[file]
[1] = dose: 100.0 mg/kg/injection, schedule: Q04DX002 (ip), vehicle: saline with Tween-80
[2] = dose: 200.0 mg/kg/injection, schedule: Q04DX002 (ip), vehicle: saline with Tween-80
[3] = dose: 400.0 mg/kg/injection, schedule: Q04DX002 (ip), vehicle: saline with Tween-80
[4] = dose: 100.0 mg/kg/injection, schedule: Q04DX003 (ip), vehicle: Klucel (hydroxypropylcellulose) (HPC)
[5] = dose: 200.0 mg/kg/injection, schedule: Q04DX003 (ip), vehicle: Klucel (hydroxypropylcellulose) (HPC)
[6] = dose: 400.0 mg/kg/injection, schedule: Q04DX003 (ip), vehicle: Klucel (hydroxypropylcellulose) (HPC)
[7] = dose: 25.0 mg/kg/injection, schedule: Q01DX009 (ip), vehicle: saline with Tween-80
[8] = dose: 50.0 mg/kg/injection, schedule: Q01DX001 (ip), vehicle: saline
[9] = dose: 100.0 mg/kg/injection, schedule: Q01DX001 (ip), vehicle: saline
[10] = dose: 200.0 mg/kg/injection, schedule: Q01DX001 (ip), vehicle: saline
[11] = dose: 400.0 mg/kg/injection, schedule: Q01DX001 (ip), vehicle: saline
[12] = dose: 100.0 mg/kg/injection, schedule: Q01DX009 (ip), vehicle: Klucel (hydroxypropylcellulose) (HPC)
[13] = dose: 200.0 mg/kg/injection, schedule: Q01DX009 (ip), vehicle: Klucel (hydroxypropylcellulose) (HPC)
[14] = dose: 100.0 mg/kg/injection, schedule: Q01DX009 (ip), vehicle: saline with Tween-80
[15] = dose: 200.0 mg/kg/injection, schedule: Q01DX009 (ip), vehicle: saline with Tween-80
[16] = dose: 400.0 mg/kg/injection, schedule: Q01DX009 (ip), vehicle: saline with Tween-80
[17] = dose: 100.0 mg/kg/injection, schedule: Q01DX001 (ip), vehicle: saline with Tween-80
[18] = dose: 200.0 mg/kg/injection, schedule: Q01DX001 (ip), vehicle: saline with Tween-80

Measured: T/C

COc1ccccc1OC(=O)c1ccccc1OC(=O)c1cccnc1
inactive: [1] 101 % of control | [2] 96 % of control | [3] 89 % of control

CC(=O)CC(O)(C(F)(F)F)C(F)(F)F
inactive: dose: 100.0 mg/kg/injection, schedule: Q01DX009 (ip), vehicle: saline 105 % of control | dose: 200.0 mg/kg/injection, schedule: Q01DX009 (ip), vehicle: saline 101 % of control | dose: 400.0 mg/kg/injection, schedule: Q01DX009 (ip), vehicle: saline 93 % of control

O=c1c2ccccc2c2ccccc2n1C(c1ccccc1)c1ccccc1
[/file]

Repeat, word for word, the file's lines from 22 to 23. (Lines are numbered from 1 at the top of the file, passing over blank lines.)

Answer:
CC(=O)CC(O)(C(F)(F)F)C(F)(F)F
inactive: dose: 100.0 mg/kg/injection, schedule: Q01DX009 (ip), vehicle: saline 105 % of control | dose: 200.0 mg/kg/injection, schedule: Q01DX009 (ip), vehicle: saline 101 % of control | dose: 400.0 mg/kg/injection, schedule: Q01DX009 (ip), vehicle: saline 93 % of control